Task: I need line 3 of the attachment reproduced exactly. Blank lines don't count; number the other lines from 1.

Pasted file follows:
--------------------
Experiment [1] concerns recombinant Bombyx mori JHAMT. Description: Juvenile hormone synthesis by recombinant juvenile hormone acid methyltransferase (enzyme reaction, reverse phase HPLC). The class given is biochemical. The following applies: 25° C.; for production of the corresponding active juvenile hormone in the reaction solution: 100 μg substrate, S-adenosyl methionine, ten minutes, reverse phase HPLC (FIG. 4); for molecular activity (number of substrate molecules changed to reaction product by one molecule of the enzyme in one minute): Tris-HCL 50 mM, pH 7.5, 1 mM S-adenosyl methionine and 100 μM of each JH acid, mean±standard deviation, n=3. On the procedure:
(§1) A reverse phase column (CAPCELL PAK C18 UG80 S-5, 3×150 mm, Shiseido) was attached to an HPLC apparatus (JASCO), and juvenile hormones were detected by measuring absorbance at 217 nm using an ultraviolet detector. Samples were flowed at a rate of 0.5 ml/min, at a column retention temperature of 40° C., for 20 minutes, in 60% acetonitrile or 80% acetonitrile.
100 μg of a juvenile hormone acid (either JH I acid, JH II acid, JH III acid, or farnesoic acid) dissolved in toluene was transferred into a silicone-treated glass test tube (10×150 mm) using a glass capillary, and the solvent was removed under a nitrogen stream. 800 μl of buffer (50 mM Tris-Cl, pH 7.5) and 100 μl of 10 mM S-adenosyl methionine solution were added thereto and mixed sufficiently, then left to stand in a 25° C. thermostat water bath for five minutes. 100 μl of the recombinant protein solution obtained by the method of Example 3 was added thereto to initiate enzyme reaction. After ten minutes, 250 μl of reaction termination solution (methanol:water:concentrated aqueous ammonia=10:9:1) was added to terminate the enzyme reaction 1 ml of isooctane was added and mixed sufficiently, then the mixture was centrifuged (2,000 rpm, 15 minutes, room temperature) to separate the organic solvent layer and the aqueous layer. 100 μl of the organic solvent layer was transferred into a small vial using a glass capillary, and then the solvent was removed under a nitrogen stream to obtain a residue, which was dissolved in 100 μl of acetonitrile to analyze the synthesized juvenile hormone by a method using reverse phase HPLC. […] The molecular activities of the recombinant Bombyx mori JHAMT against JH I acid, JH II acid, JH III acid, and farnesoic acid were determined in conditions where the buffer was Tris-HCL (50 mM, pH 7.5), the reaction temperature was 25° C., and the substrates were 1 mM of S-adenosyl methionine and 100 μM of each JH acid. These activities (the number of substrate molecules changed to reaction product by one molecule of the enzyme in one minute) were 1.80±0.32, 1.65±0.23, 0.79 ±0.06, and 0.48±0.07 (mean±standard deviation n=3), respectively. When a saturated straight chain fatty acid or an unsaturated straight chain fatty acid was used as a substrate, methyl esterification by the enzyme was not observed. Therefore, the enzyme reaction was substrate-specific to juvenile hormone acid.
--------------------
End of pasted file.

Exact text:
100 μg of a juvenile hormone acid (either JH I acid, JH II acid, JH III acid, or farnesoic acid) dissolved in toluene was transferred into a silicone-treated glass test tube (10×150 mm) using a glass capillary, and the solvent was removed under a nitrogen stream. 800 μl of buffer (50 mM Tris-Cl, pH 7.5) and 100 μl of 10 mM S-adenosyl methionine solution were added thereto and mixed sufficiently, then left to stand in a 25° C. thermostat water bath for five minutes. 100 μl of the recombinant protein solution obtained by the method of Example 3 was added thereto to initiate enzyme reaction. After ten minutes, 250 μl of reaction termination solution (methanol:water:concentrated aqueous ammonia=10:9:1) was added to terminate the enzyme reaction 1 ml of isooctane was added and mixed sufficiently, then the mixture was centrifuged (2,000 rpm, 15 minutes, room temperature) to separate the organic solvent layer and the aqueous layer. 100 μl of the organic solvent layer was transferred into a small vial using a glass capillary, and then the solvent was removed under a nitrogen stream to obtain a residue, which was dissolved in 100 μl of acetonitrile to analyze the synthesized juvenile hormone by a method using reverse phase HPLC. […] The molecular activities of the recombinant Bombyx mori JHAMT against JH I acid, JH II acid, JH III acid, and farnesoic acid were determined in conditions where the buffer was Tris-HCL (50 mM, pH 7.5), the reaction temperature was 25° C., and the substrates were 1 mM of S-adenosyl methionine and 100 μM of each JH acid. These activities (the number of substrate molecules changed to reaction product by one molecule of the enzyme in one minute) were 1.80±0.32, 1.65±0.23, 0.79 ±0.06, and 0.48±0.07 (mean±standard deviation n=3), respectively. When a saturated straight chain fatty acid or an unsaturated straight chain fatty acid was used as a substrate, methyl esterification by the enzyme was not observed. Therefore, the enzyme reaction was substrate-specific to juvenile hormone acid.